Paradise Lost

3 10 2006

Tonight I lead a Bible study at my old college dormitory, with the focus being a study on the character of Adam.

Yes, that Adam. He is largely ignored in Bible studies, since there doesn’t seem to be a whole lot to study – his life story is told in about four chapters, and everybody knows about the infamous scene with the forbidden fruit.

But thirty minutes into my preparations, a feeling of “What have I gotten myself into?!” overtook me. It’s not that Adam’s story is hard to follow – it is the implications of his story. They reach very far and very deep, and when given serious thought, they threaten to really shake you up.

For example: when Eve was tempted by the serpent, where was Adam? Somewhere else is the common response, but scholars have suggested that maybe Adam was right there with Eve, citing the Hebrew translation of Genesis 3:6 as proof. If so, why didn’t he say anything? 

We’re not given a reason for his passivity, but one thing is clear: it cost them (and consequentially, us) paradise. What’s worse, Adam’s silence set a pattern that is still being played out in families all across the world, several thousand years after he let the serpent get to his wife.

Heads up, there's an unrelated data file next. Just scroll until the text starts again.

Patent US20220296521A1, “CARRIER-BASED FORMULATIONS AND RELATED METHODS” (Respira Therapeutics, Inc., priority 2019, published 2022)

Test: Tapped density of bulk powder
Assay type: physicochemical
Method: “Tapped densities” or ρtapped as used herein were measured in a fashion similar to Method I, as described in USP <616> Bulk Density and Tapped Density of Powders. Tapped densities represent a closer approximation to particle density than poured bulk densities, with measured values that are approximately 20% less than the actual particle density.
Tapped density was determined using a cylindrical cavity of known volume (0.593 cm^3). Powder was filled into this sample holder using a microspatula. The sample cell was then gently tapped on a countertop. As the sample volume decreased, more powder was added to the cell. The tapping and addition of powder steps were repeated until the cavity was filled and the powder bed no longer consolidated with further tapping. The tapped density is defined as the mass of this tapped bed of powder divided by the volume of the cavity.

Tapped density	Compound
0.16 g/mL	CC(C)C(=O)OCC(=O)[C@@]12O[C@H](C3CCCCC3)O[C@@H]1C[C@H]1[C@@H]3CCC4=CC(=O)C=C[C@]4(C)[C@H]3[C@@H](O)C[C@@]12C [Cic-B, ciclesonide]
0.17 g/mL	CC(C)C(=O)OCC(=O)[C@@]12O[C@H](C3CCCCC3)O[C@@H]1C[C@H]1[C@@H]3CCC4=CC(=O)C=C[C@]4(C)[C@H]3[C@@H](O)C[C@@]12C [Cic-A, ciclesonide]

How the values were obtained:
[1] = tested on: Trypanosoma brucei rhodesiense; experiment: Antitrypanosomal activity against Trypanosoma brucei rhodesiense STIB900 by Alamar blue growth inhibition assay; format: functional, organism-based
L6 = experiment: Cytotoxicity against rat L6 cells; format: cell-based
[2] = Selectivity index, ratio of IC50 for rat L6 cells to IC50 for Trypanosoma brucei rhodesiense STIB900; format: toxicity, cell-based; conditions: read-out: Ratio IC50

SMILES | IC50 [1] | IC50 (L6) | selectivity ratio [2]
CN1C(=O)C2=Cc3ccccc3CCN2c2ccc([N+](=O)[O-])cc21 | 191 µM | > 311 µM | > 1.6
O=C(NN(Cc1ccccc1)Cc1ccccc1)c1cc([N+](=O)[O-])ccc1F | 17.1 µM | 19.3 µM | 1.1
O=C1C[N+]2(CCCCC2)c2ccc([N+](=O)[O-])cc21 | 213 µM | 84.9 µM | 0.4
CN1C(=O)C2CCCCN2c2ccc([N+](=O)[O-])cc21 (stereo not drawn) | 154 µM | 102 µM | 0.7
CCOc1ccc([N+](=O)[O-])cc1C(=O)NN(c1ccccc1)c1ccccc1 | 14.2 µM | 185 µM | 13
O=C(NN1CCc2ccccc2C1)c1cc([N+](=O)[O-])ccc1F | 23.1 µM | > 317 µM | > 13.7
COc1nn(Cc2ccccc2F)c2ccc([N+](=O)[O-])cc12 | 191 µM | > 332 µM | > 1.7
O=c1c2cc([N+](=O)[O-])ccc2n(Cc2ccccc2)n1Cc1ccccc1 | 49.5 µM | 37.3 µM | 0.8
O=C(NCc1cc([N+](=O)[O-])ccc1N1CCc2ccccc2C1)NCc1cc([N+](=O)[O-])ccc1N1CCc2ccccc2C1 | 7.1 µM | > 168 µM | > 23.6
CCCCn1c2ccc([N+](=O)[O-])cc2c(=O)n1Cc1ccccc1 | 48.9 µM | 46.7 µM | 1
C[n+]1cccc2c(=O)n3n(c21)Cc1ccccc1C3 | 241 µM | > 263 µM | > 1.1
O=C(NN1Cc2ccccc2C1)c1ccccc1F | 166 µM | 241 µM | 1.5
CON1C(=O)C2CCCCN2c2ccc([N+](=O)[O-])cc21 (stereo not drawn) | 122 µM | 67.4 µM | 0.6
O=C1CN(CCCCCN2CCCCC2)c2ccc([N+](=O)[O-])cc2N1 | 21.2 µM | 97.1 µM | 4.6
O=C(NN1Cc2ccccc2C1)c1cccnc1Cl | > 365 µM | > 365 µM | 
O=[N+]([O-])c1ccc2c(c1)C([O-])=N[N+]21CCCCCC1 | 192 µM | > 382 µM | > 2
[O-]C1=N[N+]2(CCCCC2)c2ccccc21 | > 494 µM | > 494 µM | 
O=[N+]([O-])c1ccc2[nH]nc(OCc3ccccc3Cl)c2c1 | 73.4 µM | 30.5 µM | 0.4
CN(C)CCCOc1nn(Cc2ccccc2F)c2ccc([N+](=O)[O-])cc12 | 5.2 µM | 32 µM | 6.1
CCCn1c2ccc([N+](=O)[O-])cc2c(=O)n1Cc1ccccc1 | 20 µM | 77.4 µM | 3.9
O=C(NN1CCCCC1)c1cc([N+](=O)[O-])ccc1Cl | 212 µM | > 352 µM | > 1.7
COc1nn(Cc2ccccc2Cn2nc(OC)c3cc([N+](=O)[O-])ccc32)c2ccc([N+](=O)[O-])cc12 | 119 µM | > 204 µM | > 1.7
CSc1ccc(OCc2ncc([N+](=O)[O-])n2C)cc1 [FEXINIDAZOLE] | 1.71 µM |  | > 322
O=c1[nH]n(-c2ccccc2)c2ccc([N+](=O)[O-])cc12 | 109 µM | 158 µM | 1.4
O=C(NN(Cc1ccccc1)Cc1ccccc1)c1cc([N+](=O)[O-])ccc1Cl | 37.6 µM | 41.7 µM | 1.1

When you think about it, Adam wasn’t very different from you and I; sure, he was the first human ever, and for awhile, was as perfect as a creation could get, but other than that, he comes across as an ordinary fellow – not unlike the ordinary people you meet on an ordinary day.
So what’s so disturbing about that? Well, take a look at other Bible characters of note: David, Moses, Solomon, Daniel, Paul…and chances are you’ll see these people in the light of their abilities and/or character, i.e. “I wish I was like him/her.” or “I want to be like him/her.” Simply put, they are heroes.  We look up to them with admiration, like the statues of local heroes in our town plazas, knowing full well that we are not like them, but would like to be someday.

But studying Adam’s life and character, noting his flaws and mistakes (his redeeming qualities aren’t really emphasized in his part of the Bible) and seeing how they deeply affect us to this very day, is very much like looking into a mirror: the face you see is your own.

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